Missions of the CMS and CEZMS in the Punjab and Sindh by Robert Clark

Robert Clark [1825-1900]

Robert Clark was one of the first two missionaries from the Church Missionary Society to arrive in the Punjab and founded the CMS mission station at Amrtisar, the CMS Afghan Mission in Peshawar and the Kashmir Mission. He was therefore well qualified to write this history of the work in the region. My thanks to the Cambridge Centre for Christianity Worldwide for making this public domain title available for digitisation.

Robert Clark [1825–1900], The Missions of the Church Missionary Society and the Church of England Zenana Missionary Society in the Punjab and Sindh. London: Church Missionary Society, 1904. Hbk. pp.280. [Click to visit the Robert Clark page for the download link for this title and others]

Contents

  • Prefatory Note
  1. Tthe Commencement of the Punjab Mission
  2. The Missionaries
  3. Statistics of the Society
  4. The Geographica; Position of the Mission Stations
  5. The People of the Punjab and Sindh
  6. The Creeds of the People of the Country
  7. Amritsar and its Institutions
  8. Batála
  9. Uddoké. The Story of the Late Rev. Pundit Khabak Singh
  10. Nárowál
  11. Anjála and Khutrain
  12. Bahrwál, Near Atárí
  13. The Tarán Táran Village Mission
  14. Jandiála
  15. The Clarkábád Agricultural Settlement
  16. Low Caste Converts and Apostasies
  17. Lahore
  18. Simla and Kotgarh
  19. Kangra
  20. Kashmír
  21. Pesháwar and Hazára
  22. The Deraját: Bannú, Dera Ismail Khán, and Tank
  23. The Belúch Mission
  24. Multán
  25. Quetta
  26. Karáachi
  27. Hyderabad
  28. Sukkur
  29. The Political Aspect of Missions
  30. Missions to Mohammedans
  31. Our Need of Chosen Agents
  32. Organisation
  33. Conclusion

Appendices

  1. Statistical Tables, 1873 to 1902
  2. Christian Literature Prepared by Members of the C.M.S. and the C.E.Z.M.S. in the Punjah and Sindh
  • Index

Lilian Mary Edward’s Work in India

Cover: Lilian Mary Edwards [1877-1945], A Welsh Woman's Work in India

Lilian Mary Edwards was the daughter of the Principal of the Baptist College in Cardiff. In this book she tells the story of her missionary service in India in order to encourage others in Wales [and beyond] to respond to the need there.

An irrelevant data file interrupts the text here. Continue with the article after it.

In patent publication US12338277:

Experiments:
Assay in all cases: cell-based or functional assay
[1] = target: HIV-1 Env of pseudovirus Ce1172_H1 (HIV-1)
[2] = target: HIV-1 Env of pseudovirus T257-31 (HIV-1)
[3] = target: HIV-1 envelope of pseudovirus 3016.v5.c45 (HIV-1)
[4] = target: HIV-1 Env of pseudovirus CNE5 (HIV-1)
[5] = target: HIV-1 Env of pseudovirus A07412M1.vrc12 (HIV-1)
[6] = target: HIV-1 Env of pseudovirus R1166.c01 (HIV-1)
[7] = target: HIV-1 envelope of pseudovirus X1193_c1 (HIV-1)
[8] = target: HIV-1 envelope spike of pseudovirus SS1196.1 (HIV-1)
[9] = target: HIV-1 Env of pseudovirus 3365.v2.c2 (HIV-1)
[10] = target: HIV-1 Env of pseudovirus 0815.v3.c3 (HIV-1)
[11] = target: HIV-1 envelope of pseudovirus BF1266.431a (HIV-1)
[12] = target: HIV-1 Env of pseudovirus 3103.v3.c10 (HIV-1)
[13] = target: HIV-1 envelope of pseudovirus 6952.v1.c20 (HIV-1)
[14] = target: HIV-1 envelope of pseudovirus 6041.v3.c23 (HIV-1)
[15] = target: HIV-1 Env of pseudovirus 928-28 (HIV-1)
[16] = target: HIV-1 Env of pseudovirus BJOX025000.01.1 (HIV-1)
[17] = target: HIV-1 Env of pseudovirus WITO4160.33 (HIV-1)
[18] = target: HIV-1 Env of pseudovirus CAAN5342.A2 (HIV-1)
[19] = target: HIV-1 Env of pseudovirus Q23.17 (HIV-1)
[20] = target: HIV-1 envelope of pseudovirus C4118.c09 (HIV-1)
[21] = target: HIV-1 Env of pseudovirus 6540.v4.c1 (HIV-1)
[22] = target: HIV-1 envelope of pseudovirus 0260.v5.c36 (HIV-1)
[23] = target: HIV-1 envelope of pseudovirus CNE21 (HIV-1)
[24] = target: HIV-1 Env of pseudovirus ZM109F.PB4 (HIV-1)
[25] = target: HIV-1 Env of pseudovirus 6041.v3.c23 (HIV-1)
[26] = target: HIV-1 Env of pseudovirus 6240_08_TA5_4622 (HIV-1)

My thanks to Redcliffe College for making a copy of this public domain book available for digitisation.

Lilian Mary Edwards [1877-1945], A Welsh Woman’s Work in India. Caerphilly: Self-published, [1940]. Hbk. pp.98. [Click to visit the download page for this title]

Contents

  • Foreword
  1. The Call
  2. First Years in India
  3. Camping
  4. Zenana Visiting
  5. Women and Girls
  6. Festivals
  7. Temples
  8. Friends
  9. Daily Work in India
  10. Last Words

Chapter 1: The Call

In reviewing the lives of God’s children, we discover that they do not make their own lives, or choose their own paths. As Jeremiah writes, “It is not in man that walketh to direct his steps.” We assuredly know that our lives are in the hands of Another, and that they are intended to accomplish a purpose. We are to fit in with others “as stones fitly framed together groweth into a holy temple.” We cannot say with Henley the poet, in his “Invictus,” “I am master of my fate.”

My paternal grandfather would have rejoiced to know that his granddaughter had become a missionary. He was a farmer and monumental sculptor, living in a small village in Carmarthenshire. He kept himself well informed of missionary progress, by taking regularly the missionary magazine then issued. He not only kept himself well-informed but took care to impart the knowledge to others by reading the missionary news in the week-night meetings. In those days not everyone could read. He was so much venerated in that place that one is reminded of Job, as described “old men rose when they saw him, young men hid themselves and the princes refrained from speaking.” Not in his case the princes, but young men, if speaking or acting undesirably, saw my grandfather coming along, were heard to say in subdued tones, “Here’s John Edwards.” Prayer, inspired by the Holy Ghost, accomplishes God’s work. I became a missionary as the fulfilment of my mother’s prayer, realized twenty-five years after her death…